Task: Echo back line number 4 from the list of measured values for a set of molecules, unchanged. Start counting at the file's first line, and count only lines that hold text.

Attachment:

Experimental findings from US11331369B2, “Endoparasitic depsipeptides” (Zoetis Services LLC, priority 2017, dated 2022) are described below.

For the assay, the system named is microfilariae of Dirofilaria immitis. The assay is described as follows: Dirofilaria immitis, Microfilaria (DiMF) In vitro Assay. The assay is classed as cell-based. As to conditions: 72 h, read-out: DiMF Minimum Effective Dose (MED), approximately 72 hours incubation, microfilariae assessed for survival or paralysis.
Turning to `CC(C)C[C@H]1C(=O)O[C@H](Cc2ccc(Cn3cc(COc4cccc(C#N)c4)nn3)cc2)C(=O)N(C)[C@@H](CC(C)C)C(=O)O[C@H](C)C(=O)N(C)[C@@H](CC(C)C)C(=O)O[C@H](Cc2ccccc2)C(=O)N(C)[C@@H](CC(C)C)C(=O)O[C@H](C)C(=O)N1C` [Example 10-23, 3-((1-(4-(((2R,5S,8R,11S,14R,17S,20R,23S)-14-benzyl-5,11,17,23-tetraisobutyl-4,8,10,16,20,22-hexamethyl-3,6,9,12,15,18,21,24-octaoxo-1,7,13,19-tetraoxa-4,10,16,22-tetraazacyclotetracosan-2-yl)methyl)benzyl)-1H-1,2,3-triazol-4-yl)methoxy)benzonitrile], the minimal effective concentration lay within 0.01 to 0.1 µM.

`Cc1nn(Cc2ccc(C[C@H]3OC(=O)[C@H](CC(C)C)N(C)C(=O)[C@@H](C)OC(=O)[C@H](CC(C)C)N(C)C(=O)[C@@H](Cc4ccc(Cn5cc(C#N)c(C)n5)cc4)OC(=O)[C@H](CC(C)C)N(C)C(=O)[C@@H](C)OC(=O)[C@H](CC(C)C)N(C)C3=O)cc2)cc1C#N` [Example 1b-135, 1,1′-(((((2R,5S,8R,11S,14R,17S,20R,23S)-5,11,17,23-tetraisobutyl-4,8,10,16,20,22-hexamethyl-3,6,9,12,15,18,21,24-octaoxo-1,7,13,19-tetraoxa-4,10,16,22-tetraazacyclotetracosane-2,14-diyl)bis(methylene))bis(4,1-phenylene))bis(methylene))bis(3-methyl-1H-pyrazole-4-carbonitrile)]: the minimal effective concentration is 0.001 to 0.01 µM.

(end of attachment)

`Cc1nn(Cc2ccc(C[C@H]3OC(=O)[C@H](CC(C)C)N(C)C(=O)[C@@H](C)OC(=O)[C@H](CC(C)C)N(C)C(=O)[C@@H](Cc4ccc(Cn5cc(C#N)c(C)n5)cc4)OC(=O)[C@H](CC(C)C)N(C)C(=O)[C@@H](C)OC(=O)[C@H](CC(C)C)N(C)C3=O)cc2)cc1C#N` [Example 1b-135, 1,1′-(((((2R,5S,8R,11S,14R,17S,20R,23S)-5,11,17,23-tetraisobutyl-4,8,10,16,20,22-hexamethyl-3,6,9,12,15,18,21,24-octaoxo-1,7,13,19-tetraoxa-4,10,16,22-tetraazacyclotetracosane-2,14-diyl)bis(methylene))bis(4,1-phenylene))bis(methylene))bis(3-methyl-1H-pyrazole-4-carbonitrile)]: the minimal effective concentration is 0.001 to 0.01 µM.